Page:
WASHINGTON — In what’s being called a historic oversight, the U.S. Supreme Court has admitted that while it has ruled in favor of same-sex marriage, it has forgotten to rule in favor of same-sex divorce.
“I don’t know what happened,” said Chief Justice John Roberts. “We got all wrapped up in the excitement of this whole landmark ruling thing, what with the throng of demonstrators and the six thousand or so journalists camped outside.”
“You’ve got to understand how crazy things can get when we issue rulings like these,” Roberts said. “There was Justice Ginsburg singing, uncorking bottles of champagne, and Justice Kennedy was as giddy as a schoolgirl while writing the majority opinion. And Justice Scalia, well you know how he gets. He was going around kicking wastebaskets. Very distracting.”
“In the future, we’ll try to have our clerks warn us about such things,” he added. “Our sincerest apologies.”
Justice Clarence Thomas, characteristically taciturn, said, “Oops.”
Legal experts say that the omission could mean that gay and lesbian couples who get married could be stuck in contractual agreements that will be difficult to break. It could take another 10 years before a case about the right for same-sex couples to get divorced reaches the Supreme Court.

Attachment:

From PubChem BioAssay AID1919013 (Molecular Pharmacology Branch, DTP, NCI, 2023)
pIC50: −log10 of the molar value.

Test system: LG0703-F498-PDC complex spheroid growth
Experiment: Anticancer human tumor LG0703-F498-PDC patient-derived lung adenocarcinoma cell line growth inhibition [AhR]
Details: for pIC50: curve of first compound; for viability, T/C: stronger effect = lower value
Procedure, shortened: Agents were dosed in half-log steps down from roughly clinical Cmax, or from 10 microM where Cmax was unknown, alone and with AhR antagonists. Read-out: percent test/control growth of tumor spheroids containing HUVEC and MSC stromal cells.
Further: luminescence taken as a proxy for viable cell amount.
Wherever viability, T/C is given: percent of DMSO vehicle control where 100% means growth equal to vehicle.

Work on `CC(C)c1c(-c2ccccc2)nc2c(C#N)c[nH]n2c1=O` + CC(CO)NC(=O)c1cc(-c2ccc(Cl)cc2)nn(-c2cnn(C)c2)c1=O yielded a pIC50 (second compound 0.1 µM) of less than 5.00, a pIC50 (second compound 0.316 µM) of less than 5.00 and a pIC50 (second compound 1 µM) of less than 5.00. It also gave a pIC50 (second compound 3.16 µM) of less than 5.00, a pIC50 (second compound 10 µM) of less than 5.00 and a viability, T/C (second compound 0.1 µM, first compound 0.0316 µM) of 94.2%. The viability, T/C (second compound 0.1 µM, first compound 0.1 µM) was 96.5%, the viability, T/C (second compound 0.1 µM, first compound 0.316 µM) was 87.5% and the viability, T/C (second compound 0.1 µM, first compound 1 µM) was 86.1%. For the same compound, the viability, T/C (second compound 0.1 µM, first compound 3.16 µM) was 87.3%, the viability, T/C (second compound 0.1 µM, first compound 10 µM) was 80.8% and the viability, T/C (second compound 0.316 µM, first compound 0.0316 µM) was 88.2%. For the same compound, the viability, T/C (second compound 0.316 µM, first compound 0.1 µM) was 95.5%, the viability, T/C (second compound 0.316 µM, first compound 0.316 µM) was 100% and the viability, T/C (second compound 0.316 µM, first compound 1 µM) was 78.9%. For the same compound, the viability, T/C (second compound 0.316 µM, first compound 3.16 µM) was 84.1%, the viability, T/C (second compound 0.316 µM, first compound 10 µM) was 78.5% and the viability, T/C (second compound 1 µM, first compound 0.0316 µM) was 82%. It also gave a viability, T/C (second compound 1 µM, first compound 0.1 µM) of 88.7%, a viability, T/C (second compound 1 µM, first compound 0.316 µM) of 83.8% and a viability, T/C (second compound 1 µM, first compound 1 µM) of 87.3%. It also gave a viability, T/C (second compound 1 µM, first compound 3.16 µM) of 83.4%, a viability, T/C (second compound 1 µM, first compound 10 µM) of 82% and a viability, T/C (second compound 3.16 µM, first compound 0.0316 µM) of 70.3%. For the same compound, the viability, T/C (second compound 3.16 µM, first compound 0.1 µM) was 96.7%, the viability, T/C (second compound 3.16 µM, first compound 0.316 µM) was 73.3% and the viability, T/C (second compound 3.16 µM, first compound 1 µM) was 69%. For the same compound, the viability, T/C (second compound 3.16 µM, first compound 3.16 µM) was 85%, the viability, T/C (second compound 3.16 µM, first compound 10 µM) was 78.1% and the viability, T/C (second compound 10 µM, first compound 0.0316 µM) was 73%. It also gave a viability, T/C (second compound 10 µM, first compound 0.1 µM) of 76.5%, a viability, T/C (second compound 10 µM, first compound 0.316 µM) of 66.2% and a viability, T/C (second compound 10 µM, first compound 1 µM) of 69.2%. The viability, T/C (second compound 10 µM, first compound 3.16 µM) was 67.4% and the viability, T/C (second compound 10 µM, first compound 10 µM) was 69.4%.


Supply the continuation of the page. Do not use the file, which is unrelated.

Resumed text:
“You’d better really, really love your partner, and you might want to think about living together for a few years before getting hitched,” said Christine Healy, an attorney for the Marriage Equality Project.
Saying that while they fundamentally disagree with the 5-4 decision that will force 13 states to overturn their bans on same-sex marriage, several governors are expressing approval of the Supreme Court’s mistake.
“You can’t have your gay wedding cake and eat it, too,” said Wisconsin Governor Scott Walker. “Me and Tonette, well, we courted for six years before I even tried to kiss her, and it was another ten years before I popped the question.”
“And 22 years later, we’re still happily married,” he said. “I say we just get rid of divorce altogether.”
Texas Governor Greg Abbott says that the Supreme Court’s blunder was an act of providence.
“You can’t just be given the right to enter into a sacred union one day, and the very next day get to end that union for which you’ve fought so dang hard,” Abbott said. “It took us heterosexual folks a thousand years to earn that right.”